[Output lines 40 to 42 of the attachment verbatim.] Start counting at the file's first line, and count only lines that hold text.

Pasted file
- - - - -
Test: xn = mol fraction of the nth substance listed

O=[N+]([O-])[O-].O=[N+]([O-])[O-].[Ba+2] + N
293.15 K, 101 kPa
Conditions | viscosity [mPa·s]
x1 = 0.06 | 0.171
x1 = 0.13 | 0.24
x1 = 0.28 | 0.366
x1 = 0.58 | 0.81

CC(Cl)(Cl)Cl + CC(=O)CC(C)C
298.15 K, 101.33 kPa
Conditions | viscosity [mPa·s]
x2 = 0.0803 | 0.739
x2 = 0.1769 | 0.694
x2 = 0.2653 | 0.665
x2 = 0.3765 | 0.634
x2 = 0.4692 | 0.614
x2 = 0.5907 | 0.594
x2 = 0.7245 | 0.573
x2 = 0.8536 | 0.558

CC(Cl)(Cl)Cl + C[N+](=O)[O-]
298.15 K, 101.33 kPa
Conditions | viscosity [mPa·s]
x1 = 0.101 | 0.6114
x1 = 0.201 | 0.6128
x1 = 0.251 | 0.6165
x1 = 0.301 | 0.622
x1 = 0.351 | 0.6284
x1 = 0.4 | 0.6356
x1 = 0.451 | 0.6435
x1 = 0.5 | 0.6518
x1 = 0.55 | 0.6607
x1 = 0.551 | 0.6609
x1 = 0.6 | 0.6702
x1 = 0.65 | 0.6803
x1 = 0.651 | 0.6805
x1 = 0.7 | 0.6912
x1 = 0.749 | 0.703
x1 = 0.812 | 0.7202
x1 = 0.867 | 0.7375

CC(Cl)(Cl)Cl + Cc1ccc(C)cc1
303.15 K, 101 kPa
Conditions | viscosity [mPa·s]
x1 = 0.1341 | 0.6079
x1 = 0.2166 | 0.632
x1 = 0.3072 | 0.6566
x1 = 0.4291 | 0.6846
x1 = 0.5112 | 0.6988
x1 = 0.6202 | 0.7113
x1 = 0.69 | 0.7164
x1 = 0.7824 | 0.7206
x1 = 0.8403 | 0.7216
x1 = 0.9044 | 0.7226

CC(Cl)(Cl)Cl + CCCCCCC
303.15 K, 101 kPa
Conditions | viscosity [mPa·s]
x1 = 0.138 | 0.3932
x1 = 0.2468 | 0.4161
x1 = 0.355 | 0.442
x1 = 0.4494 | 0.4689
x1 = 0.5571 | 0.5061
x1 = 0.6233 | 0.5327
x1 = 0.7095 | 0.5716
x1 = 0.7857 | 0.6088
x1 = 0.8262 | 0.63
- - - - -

CC(Cl)(Cl)Cl + Cc1ccc(C)cc1
303.15 K, 101 kPa
Conditions | viscosity [mPa·s]